“Be honest,” Gay admonished. “When I’m honest, I’m offering up something that no one else can. Your truth is all that is needed.”
SO MUCH IN HERE. The prodigious Ms. Gay doesn’t have children, but she has the absolute right idea because she is human.
“….the key to heightened acceptance was raising better children.” I mean, has there ever been anything more true?
It is our responsibility as parents to mold these kids into decent human beings. There are plenty of “what to expect” books out there, but not too many give us the keys to producing a completely healthy, well adjusted, kind kid. If I had one wish, it would be to produce such a kid. It’s impossible of course, because human beings are flawed and messy and all that is part of what is so appealing and repelling about all of us. We are no one thing. We are not good and we are not evil. We are all things. What we put out into the world is within our control though and it’s up to me as a parent to try to guide these kids to a kind path. It’s terrifying and gratifying all at once.
This is the sign we saw at the event by the Women and Children First Bookstore at Senn High School in Chicago –
LOVE. More of this please.
I’m watching 13 Reasons Why right now and it is so triggering in taking me right back to high school and the pitfalls and pressures. It was hard for just about all of us. I wrote about my own “mean girl” and bullying experiences here – Where do mean girls come from? When you’ve been to hell and contemplated suicide and wanting out, you understand how vitally important all this is. And there is no one person to blame. Let alone 13. But the sadness and depression and bullying leading to these actions by these kids (and adults)? Well, they need to be taken in and paid close attention to by all of us. People are hurting all around us. Not every time, but some of the time, we can help.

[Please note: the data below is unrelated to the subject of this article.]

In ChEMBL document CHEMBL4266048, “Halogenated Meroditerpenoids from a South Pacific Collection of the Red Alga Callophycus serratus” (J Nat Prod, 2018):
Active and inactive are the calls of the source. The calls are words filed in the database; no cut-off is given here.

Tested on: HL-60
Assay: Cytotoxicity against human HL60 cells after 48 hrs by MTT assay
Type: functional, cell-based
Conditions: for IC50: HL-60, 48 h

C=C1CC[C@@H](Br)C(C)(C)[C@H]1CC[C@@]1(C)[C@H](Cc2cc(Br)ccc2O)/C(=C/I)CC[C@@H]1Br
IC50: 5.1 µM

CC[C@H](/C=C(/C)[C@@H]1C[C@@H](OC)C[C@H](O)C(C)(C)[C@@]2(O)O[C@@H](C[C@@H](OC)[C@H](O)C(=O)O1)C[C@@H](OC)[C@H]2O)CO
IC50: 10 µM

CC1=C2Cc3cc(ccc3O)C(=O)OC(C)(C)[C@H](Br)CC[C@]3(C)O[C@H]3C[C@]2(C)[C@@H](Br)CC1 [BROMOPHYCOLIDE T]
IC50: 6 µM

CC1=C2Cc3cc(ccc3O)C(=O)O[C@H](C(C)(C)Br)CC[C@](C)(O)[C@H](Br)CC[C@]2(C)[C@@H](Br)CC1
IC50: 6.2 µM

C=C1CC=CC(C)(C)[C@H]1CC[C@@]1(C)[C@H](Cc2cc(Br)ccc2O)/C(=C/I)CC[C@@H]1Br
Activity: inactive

It’s incredibly hard out there for our kids. We need to be there every step of the way. With them, for them, about them. And now with social media adding onto the ways to bully and torment each other, the stakes are monumentally high. The bullying culture of mean is having a field day right now because people in authority say and prove each day that it’s ok. Those of us trying to raise strong, confident, KIND kids are the ones playing defense. These kids in no way need to be told to “suck it up” or “man up” or “pull up their big girl panties”. UGH. Just writing those things gives me the heebie jeebies rage.
But does it have to be just defense? Proactively being kind to each other and shutting down this kind of intolerable behavior in our schools, on our streets, in our homes (because so much of this happens at home and kids are watching), is vital to this next generations success. Paying it forward and random acts of kindness don’t seem trivial anymore. What we don’t hear about on the news each day are the best things. The acts that happen in our neighborhoods and schools and doctor’s offices and homes. The relationships and the people that weather these storms are the real heroes. No spotlight. No pat on the back necessary.
Oh my heart.
We are living in a culture of mean and I am feeling powerless against it. I am so angry and tired and sad but I refuse to stop rising up.